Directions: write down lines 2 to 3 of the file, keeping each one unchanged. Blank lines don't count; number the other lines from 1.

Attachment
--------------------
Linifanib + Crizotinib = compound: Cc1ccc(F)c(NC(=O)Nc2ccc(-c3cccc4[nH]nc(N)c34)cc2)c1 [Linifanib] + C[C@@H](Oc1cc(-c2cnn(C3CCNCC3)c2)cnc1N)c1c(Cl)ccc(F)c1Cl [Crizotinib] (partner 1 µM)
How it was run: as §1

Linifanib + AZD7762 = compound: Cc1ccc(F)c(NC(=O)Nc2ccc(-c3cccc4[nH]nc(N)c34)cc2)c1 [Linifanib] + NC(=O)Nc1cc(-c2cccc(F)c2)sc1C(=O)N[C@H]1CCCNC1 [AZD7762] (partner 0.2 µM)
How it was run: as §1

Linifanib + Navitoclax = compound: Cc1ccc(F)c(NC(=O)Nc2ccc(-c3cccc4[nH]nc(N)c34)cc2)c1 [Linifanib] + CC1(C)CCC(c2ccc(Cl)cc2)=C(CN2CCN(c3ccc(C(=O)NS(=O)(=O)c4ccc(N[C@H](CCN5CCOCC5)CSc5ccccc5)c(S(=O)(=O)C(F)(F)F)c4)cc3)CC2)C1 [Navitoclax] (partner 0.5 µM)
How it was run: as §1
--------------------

How it was run: as §1

Linifanib + AZD7762 = compound: Cc1ccc(F)c(NC(=O)Nc2ccc(-c3cccc4[nH]nc(N)c34)cc2)c1 [Linifanib] + NC(=O)Nc1cc(-c2cccc(F)c2)sc1C(=O)N[C@H]1CCCNC1 [AZD7762] (partner 0.2 µM)